Africa: Understanding How Many Potential Digital Customers Africa's New Start-Ups Might Get - New Report Provides Much Needed New Data and Insights

The golden thread through nearly all of the current wave of African start-up investment is that it's tech-enabled. Therefore the key question - particularly for B2C operators is how many customers are really out there. Author of a new report on this topic Russell Southwood describes the areas it looks at and gives a peek at some of its findings.

The report's overview covers the following across all of Sub-Saharan Africa: the Main Platforms Used and Advertising revenues; Social Media Platforms; Voice and Messaging Services; Media Platforms; Audio-Visual Service; Music Services; Payment and e-commerce Services; and Other Digital Services (including online games, sharing sites; taxi hailing services, classifieds; and e-publishing). There are individual country profiles for the 11 leading digital markets: Nigeria, South Africa, Kenya, Tanzania, Ghana, Ethiopia, Cote d'Ivoire, Angola, Senegal, Cameroon and Uganda.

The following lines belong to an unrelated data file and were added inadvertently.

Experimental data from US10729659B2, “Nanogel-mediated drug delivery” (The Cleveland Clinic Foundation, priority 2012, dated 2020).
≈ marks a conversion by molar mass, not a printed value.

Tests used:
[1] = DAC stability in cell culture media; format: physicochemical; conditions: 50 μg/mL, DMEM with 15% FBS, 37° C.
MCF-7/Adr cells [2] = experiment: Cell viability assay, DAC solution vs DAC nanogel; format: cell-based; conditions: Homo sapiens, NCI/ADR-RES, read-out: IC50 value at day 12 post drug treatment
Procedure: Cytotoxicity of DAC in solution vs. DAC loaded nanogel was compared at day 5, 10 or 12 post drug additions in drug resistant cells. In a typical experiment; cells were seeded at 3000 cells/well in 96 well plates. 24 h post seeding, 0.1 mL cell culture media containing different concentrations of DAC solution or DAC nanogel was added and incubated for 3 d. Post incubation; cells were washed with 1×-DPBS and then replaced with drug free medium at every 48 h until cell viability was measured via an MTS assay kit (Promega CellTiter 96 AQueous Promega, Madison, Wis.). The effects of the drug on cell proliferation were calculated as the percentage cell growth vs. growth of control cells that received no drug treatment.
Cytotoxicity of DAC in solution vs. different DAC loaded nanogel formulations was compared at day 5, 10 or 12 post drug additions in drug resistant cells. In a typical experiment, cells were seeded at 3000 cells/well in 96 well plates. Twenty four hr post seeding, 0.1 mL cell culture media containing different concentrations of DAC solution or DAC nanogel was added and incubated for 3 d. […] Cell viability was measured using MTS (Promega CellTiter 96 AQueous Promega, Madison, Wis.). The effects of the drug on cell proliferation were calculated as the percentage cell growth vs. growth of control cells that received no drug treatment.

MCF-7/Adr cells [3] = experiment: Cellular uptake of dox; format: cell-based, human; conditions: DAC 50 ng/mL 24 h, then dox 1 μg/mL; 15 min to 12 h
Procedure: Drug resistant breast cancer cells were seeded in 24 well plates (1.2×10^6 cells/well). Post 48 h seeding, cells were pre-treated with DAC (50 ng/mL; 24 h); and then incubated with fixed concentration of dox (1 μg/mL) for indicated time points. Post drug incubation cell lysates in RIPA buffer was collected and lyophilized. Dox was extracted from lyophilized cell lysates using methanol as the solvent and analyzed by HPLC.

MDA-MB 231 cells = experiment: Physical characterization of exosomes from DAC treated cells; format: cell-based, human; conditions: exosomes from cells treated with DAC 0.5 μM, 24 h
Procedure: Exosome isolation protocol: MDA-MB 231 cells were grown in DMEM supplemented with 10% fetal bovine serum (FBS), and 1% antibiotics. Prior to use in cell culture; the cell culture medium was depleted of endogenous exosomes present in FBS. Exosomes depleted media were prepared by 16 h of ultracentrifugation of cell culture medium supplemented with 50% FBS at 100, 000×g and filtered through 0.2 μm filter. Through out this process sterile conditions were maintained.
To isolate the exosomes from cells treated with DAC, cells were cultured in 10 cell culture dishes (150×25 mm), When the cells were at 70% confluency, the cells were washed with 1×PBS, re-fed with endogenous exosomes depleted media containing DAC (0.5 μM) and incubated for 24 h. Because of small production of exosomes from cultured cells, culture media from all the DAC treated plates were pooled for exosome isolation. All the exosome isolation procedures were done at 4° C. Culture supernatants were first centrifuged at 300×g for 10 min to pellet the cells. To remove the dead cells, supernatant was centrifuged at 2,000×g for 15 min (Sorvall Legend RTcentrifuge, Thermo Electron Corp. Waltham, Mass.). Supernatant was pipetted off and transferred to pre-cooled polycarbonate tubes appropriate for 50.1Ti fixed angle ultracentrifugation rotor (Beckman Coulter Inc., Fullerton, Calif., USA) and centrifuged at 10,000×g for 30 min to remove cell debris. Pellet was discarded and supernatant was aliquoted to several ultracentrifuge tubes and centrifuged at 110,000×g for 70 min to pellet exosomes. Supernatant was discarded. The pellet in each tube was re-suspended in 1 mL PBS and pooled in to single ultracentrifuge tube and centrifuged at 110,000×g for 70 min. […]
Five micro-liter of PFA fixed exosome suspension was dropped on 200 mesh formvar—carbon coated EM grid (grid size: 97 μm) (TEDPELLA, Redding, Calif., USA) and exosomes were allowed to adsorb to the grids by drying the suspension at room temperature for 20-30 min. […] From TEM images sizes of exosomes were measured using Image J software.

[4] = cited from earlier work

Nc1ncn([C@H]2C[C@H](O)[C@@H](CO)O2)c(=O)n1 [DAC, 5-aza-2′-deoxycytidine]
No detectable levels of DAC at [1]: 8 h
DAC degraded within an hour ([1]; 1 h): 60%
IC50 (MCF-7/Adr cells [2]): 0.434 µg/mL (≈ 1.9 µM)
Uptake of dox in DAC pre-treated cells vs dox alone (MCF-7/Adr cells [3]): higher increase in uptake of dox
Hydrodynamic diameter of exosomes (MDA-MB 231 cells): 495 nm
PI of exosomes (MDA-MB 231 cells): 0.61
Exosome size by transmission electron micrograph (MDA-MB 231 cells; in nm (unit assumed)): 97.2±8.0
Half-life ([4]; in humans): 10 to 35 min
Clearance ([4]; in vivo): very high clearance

This report provides price breakdowns for all 11 focus countries covering games, music streaming services and Video-on-Demand (VoD) platforms and compares the daily cost of each service for daily, weekly and monthly use. The report seeks to tackle three key questions:

- How many data subscribers are actually using data and at what level?

- What they're doing in terms of online behavior (content and service preferences)?

- How many people are paying what for online products?

With over 1,000 data points, many from completely new sources, it allows all those involved in the digital ecosystem - whether mobile operators, ISPs, media and broadcast companies, brands and advertising companies, investors, banks or digital content and service companies - to understand overall patterns of behavior across the continent and in 11 of the largest digital markets.

Daily internet use in the top 11 digital markets in Sub-Saharan Africa has grown considerably in the last five years but is still 20-30% behind levels found in Europe and the USA. Likewise, using e-commerce (or buying goods online) has also increased significantly but is a great deal further behind in Sub-Saharan Africa than in other more comparable markets like India, where 28% have used e-commerce in the last 12 months. To what extent is digital behavior in Sub-Saharan becoming both more frequent and more complex? This report brings a wealth of new data to try and answer this question.

There are no accurate statistics for internet users in Africa: the large numbers often quoted are not a helpful guide for anyone trying to work out the number of online users in key markets. The number of internet users is often limited by issues of language and literacy which are clearly detailed in the report.